The observation also permits one to see into another aspect of a corporate law firm–its tendency towards sheer mindlessness. Careerism, the key component of any law school experience, stultifies at Morgan Siler every consideration germane to a good life. Covered over and buried by this dominant ideology are the judgments of ethical lawyering, professional comradery, and maybe even the ability to lead a life worthy of human dignity. Switching from the existential question of what type of life can be had in the environment of Morgan Siler, another issue raised by Roosevelt is how firms like Morgan Siler came into being.
The theory put forward by the author is the well-worn notion of the demise of an informal code of ethics that once provided unspoken guidance to corporate law firms. This demise resulted from a variety of factors; but the novel’s central observation is the rise of a cannibalistic jungle capitalism symbolized by the emergence of corporate raider tactics in the 1980s and “junk-bond” financings. These developments led law firms to abandon their ethical codes in favor of greater profits in the seemingly new world of mergers and acquisitions and corporate takeovers. Ignored by this picture of the relative ease of existence experienced by established firms from the post World War II era through the 1980s is that it came largely as a result of New-Deal regulations and activist federal intrusions that produced a managed capitalism with rather staid forms of corporate behavior.
Left unspoken by Roosevelt is that coupled with the return of capitalism in all of its creative-destructive glory in the 1980’s was the continual insertion of large numbers of newly-minted lawyers following the profits and prestige of corporate law. Competition was now being driven by the need to both capture new revenue streams and distinguish oneself in an increasingly competitive market. As Archibald’s leadership ends, he reflects that, “What he hadn’t seen was how far the depravity would spread, that the bar was corruptible in a way it hadn’t been before, the unspoken understandings that had guided generations of lawyers were unraveling; the bar’s attempts at self-regulation were increasingly ineffective.” Indeed, and it is his son, Peter Morgan, who will recognize the new corporate environment and the demands placed on law firms wishing not only survival, but baronial profits.
While Peter Morgan is a Manichean creation, his thought process and absence of conscience that permit his manipulative machinations and perverse decisions to unfold and impact the lives of his partners, the associates, and especially his family (he divorces his wife at novel’s end) are not wholly removed from reality. Unable to see his life in terms other than constant achievement of honors, status, wealth, and career goals, Peter’s motivations are a microcosm of his firm, perhaps, of corporate law universally. His divorce is triggered by the observation that he has drained his wife of potential for further exploitation of a sort. Having lived much of his adult life separate from his wife and children, Peter is now in his middle ages and stands at the head of a successful empire. Where now he wonders do the possibilities lie? Recognizing no greater loves or obligations other than his will and what it deems useful, Peter personifies the governing ethos of Morgan Siler.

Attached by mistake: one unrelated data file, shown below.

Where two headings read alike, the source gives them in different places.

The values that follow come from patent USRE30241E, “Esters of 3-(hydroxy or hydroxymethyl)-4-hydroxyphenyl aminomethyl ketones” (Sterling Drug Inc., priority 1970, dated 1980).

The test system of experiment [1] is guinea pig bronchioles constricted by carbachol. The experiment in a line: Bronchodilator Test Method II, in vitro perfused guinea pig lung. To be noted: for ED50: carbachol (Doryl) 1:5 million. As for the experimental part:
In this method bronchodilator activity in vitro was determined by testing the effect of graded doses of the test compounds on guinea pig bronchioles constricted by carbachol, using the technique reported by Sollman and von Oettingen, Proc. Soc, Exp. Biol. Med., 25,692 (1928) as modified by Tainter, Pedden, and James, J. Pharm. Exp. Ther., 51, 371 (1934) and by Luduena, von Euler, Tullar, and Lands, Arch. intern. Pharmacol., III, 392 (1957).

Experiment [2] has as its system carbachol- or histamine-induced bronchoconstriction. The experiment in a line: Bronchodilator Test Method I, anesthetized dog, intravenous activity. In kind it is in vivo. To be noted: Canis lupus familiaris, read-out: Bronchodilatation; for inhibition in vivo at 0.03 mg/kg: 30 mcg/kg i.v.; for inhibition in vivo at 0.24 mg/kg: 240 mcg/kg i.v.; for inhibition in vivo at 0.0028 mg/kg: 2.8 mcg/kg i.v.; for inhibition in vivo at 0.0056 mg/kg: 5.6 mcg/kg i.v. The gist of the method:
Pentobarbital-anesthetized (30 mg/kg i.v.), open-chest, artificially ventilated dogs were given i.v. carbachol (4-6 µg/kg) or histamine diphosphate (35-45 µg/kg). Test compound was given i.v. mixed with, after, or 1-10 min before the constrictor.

The annoying or troubling question one senses Roosevelt asking is what does a society, held together by law and notions of equality under law, do when the law’s most powerful operators see themselves constrained only by their wills? American lawyers in part have surrendered private enforcement of their profession through loss of integrity, and codes of ethical conduct are now increasingly enforced by the government against lawyers, but ultimately law, especially with lawyers, is never enough to ensure honest behavior. While the lawyer and his firm must surely engage in the shopkeeper arts, they are also formally officers of the court, charged with public duties. Such open-ended potential for malfeasance is magnified in a constitutional democracy bound by the rule of law, depending as it ultimately does on the private virtues of its citizens and its lawyers for the maintenance of ordered liberty.
Unfortunately, Roosevelt seems unable to accept the answer given by lawyers from Cicero to Blackstone that blunted the absurdities committed by the lawyers and legal systems of their own eras, that is, the notion that the law issues from and is accountable to higher norms. That the positive law is not our final judge or the terminal word on our condition and actions is missed by Mark Clayton at the novel’s end. Pulling together his encounters as both corporate defense counsel and defense counsel in a capital case, Mark reflects, “Everyone knew law and morality were distinct. But now he was seeing the aphorism in a different light. It didn’t mean that you needed morals in the law. It meant you needed them in the lawyers.” Inspired from his personal representation that exonerates a death-row inmate, this insight is the fullest moment of clarity reached by the novel’s chief protagonist.
The dramatic overstatements of the book largely consist in Roosevelt’s need to draw certain characters and events with sharp strokes of evil and his literary obeisance to a Grisham-like thriller ending. The aesthetics of the book also fail at points with certain passages clanging against the reader’s mind in a manner reminiscent of a clogged pdf scanner, a sound every law associate knows well. However, Roosevelt has hacked away at a trail that should be uncovered and faced by a profession largely adrift without even the faintest notion of how to recover itself. Law students toiling away under the conviction that they too will find a safe and well-heeled home in one of the many Morgan Silers that dot the legal industry in America should also heed the lessons of this novel. Still waiting to be written is the book that will fully engage the moral imagination, such as it is, of a profession that long ago conceded or forgot its highest truths about liberty, responsibility, the human person, and law, and is now content with merely “the scent of the bottle” preferring “the shadow of the law” because of its own refusal to seek after and lay hold of the law’s dignity.
Richard Reinsch is a Program Officer at Liberty Fund, Inc.